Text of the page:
(Prayer: This Regular Second appeal is filed under Section 100 of CPC against the Judgment and Decree dated 9.1.2004 passed in R.A.No.73 of 1990 on the file of the Civil Judge (Sr.Dn.), Sirsi, Dismissing the appeal filed by the respondents herein and partly allowing the cross objection filed by the appellants herein and confirming the Judgment and decree dated 8.8.1990 passed in O.S.No.99 of 1989 on the file of the Munsiff, Siddapur.)
1. The case of the plaintiffs is that the suit schedule property bearing No.14A totally measuring 44 acres 38 guntas was assigned for the better cultivation and enjoyment of garden land in Sy.No.1/1, 3/1, 3/2, 7/1, 7/2, 171/1, 178/2, 179/1 and 179/2. It is their further case that the plaintiffs/appellants that the plaintiffs and defendants 3 and 4 are entitled to enjoy the beta privileges with respect to Sy.No.14A of Alavalli village. Hence, the instant suit was filed seeking for a declaration and injunction.
2. On service of summons, defendants 3 and 4 entered appearance and denied the suit claim. They contend that the suit B land exclusively belong to them and it is in their possession. Defendant No.1 is the Deputy Commissioner, and defendant No.2 is the Deputy Conservator of Forests. They also resisted the suit by filing a joint written statement. Based on the pleadings, the trial Court framed the following issues and additional issues:
3. The plaintiffs examined two witnesses and marked 25 documents. One witness was examined on behalf of the defendants and they marked 31 documents. The suit was dismissed. Aggrieved by the same, the appellants preferred an appeal. Before the appellate Court, additional documents were marked by the defendants as Exs.D.32 to 34. Cross-objection was also filed by the defendants 3 and 4 seeking to enter the mutation entry 1062 in their favour and also seeking ownership of the suit property. The first appellate court dismissed the appeal, but, however, partly upheld the cross objection by holding that the mutation entry 1062 is valid. However, the ownership of the suit property vest with the State Government. Aggrieved by the same, the defendants have filed Regular Second Appeal No.388 of 2004 and plaintiffs have filed Regular Second Appeal No.477 of 2004. The plaintiffs appeal was admitted by the order dated 06.08.2004 on the following 3 substantial questions of law:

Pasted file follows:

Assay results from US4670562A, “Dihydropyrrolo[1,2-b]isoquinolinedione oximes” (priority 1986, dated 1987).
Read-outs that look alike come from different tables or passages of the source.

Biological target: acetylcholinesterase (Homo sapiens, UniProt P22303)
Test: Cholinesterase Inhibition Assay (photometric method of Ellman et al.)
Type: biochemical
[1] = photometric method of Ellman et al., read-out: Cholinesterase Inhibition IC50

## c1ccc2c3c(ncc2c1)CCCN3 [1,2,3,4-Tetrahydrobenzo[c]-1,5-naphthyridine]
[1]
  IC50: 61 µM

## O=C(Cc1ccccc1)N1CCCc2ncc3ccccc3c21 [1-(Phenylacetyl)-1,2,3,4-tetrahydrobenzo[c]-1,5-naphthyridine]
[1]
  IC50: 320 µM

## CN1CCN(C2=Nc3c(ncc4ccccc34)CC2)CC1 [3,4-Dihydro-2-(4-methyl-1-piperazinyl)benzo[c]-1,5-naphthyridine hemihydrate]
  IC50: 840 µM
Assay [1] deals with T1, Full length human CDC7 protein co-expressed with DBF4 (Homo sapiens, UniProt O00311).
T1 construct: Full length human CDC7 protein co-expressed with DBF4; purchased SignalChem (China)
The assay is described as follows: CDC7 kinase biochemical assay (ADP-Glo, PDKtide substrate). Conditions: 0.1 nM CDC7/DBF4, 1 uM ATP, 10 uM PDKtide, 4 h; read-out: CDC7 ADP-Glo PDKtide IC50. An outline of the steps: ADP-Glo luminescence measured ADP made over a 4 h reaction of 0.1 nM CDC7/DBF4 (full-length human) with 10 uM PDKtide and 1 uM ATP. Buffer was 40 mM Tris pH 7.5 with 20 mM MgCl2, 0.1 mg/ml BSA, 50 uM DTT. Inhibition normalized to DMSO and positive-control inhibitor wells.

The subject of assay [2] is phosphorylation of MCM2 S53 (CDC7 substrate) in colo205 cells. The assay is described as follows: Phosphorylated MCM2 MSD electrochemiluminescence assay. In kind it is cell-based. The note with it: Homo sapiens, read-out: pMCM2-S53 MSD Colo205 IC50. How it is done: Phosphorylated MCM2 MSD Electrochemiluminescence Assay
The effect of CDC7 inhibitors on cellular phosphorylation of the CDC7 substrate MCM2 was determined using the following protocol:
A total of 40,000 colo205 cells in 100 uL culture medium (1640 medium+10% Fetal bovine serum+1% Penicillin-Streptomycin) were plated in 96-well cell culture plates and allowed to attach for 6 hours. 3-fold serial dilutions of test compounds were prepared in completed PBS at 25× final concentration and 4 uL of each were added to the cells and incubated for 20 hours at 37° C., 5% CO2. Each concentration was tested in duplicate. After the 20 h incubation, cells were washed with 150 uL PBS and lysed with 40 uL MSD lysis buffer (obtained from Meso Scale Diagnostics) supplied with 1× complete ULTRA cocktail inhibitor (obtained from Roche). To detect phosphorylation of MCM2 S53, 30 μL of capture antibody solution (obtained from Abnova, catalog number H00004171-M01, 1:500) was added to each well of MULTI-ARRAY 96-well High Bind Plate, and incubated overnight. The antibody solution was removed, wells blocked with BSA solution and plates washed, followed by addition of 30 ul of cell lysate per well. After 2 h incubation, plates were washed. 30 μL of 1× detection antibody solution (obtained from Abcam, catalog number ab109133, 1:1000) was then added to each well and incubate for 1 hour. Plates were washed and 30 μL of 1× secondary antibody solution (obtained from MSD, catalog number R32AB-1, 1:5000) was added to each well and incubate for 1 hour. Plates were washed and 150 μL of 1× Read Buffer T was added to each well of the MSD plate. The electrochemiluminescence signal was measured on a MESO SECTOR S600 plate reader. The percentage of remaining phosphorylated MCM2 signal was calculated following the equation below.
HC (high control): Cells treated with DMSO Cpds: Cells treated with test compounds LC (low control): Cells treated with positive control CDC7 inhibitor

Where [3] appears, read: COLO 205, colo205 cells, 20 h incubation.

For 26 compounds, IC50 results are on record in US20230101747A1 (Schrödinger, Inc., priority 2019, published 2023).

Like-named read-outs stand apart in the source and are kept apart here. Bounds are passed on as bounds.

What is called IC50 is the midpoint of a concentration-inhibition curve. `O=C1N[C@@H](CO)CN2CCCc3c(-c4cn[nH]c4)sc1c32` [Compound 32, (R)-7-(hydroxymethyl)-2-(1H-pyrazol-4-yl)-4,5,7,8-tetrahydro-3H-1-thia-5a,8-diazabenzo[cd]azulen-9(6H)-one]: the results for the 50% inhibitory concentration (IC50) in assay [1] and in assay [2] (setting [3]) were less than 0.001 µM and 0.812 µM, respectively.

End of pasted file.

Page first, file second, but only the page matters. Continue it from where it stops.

1. Whether the courts below are justified in passing the orders without noticing the impact of Rule 42 Bombay Forest Rules which provides for privileges open to occupants of spice gardens and their tenants in protected forests assigned to them as betas?
2. Whether the Courts below are justified in not noticing the order of the Asst. Commissioner with regard to entry No.1062?
3. Whether the findings of the courts below are perverse?
4. By order dated 28.01.2015 in Regular Second Appeal No.388 of 2004 it was observed that since Regular Second Appeal No.477 of 2004 has been admitted, Regular Second Appeal No.388 of 2004 is also admitted on the same substantial questions of law. However, learned counsel submitted that the substantial questions of law require to be reframed.
5. I have heard learned counsel on the same. Therefore, the substantial questions of law are reframed as follows:
1. Whether the first appellate Court was justified in interpreting Exs.D.32 to D-34 and holding that the ownership of the suit schedule properly vested with the State Government but the possession and enjoyment thereof continued to remain with defendants 3 and 4?
2. Whether the judgment and decree of both the Courts below are perverse in dismissing the suit of the plaintiffs?